J-10 Thread IV


Jeff Head

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Since the J-10 Thread III has over 500 pages, it's time to start a new J-10 IV Thread.

I will start by referring to the Popular Science Article ont he J-10B, and then posting some pictures of the J-10B


Please use the J-10 IV Thread for future J-10 Posts[/b][/color]

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J-10B-01.jpg

Popular Science said:
This J-10B prototype, 1035, is installed with an indigenous WS-10B turbofan engine with a the bright silver afterburner nozzle, which makes it a completely Chinese fighter. However, the PLAAF choose to install the J-10B with the Russian AL-31FN III due to slightly higher thrust, lower costs and compatibility with existing J-10A logistics and supply chains.

New pictures have emerged of additional production models of the J-10B “Vigorous Dragon” fighter jets, one of the latest planes to equip China’s growing air force (PLAAF).

There are now J-10Bs painted in operational color scheme of the PLAAF, complete with an extended refueling probe on the right side forward of cockpit.

The J-10B differs from the original J-10A model in several ways: active electronically scanned array (AESA) radar, integrated jamming pods, IRST sensor, diverterless supersonic intake (DSI), and an uprated AL-31FN Series III turbofan engine. These upgrades give the J-10B increased engine power, infrared detection against stealthy aircraft and increased jamming capability against enemy missiles. In particular, the DSI has two advantages over traditional engine intakes: it saves weight and is more stealthy against radar.

The most important upgrade in the J-10B is its AESA radar, which features a longer range, frequency hopping to foil enemy jamming and higher power to track stealth aircraft (such as the US B-2, F-22, and F-35) at long range. The J-10B also possesses a strong multirole capability-- it can carry both 100km ranged PL-12 air to air missiles and LS-500J laser guided bombs on the same mission. These advanced "4.5+ generation" features places the J-10B in the same class as the F-16 Block 60 (flown only by the UAE), French Rafale, and Eurofighter Typhoon.

The 22nd production model of the J-10B, numbered at "122", rolled off the production line in Chengdu.

The "122" serial number indicates that this fighter is the 22nd J-10B fighter to be produced for the PLAAF; the highest production serial number as of the date of this article = is "124".

Since late 2013, Chengdu Aviation Corporation has begun serial production of the J-10B, which had its first flight in 2008.

Compared to all the other J-10s, which have Russian AL-31FN engines, Number 1035 was fitted with a domestic WS-10B turbofan engine. But the WS-10B was not adopted, likely for cost reasons and in order to streamline logistics. This is potentially significant to the international arms trade. A J-10B powered by the WS-10B would be a completely domestic Chinese fighter, thus bypassing any Russian objections J-10B exports, which could compete with the MiG-35 in foreign markets.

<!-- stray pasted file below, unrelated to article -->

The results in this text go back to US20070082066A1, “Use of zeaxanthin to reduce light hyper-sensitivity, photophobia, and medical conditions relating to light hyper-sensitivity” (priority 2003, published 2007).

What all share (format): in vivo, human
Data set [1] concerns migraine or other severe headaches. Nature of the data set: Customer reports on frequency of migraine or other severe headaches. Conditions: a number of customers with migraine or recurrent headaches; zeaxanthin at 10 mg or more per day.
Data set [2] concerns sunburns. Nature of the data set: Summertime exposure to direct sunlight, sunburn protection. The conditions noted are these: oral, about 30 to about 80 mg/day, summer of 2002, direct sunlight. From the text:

For novices, how to tell the difference between a J-10A and a J-10B?

1. Look at the air intake. The front of the "A" intake is separated from the fuselage. The "B: is faired into the fuselage and represents a DVI intake..

2. Look at the nose in front of the cockpit. The "B" has an IRST sensor. The ""A" does not.

3. Look at the tail (vertical stabilizer). The "B" has a segment that is higher than the "A".

4. Not as visible to the untrained eye, but the "B" has a new AESA radar. The nose cone for the Chinese aircraft usually differs in color for different radars.

There are other differences, but those first three (particular the first two) make it wasy to tell them apart

Here are some more pics. I particularly like the 1st one because it shpws 14 J-10Bs parked together...making it apparent IMHP that this aircraft is operational with the PLAAF.


J-10B-02.jpg
J-10B aircraft at PLAAF Air Field

J-10B-03.jpg
J-10A versus J-10B Differences

J-10B-04.jpg
J-10B Taxiing

J-10B-08.jpg
CG image of a J-10BS, tandem seat
 
Last edited:

Jeff Head

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J-10B fighters sure look the part, but how they'd perform in actual combat is anyone's guess. Great looking machines, to be sure.
Yes they do.

But...hehehe...I believe that pic of the J-10BS I have is itself a PS'ed J-10AS. Look at the nose. Wrong color for the AESA radar. And no IRST. And the vertical stabilizer is wrong.

Sure looks like a PS'ed J-10AS with a J-10B intake.
 

Jeff Head

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The DVI on the J-10B reminds me a little of the DVI my father developed for the F-8U3 in the late fifties at Vought.

That aircraft (F-8U3) competed against the F-4 for the Navy's air dominance fighter in the late 1950s. It execeeded the F-4 in top speed, altitude, manueverability, etc. But it lost the competition because it was single seat, and because the F-4 was an all missile aircraft at the time.

Later, when in combat in Vietnam, they had to add a gun capability to the F-4.

Five F-8U3s were built. A couple ended up with NASA and those aircraft would regularly engage US NAvy F-4s in mock combat over Florida...and beat them handily.

Ultimately the Navy asked NASA to tell its test pilots to stop challenging them! LOL!

Anyhow, take a look at the DVIs:

J10-BS-DVI.jpg
J-10B DVI

F8U-3-DVI.jpg
F-8U3 DVI
 

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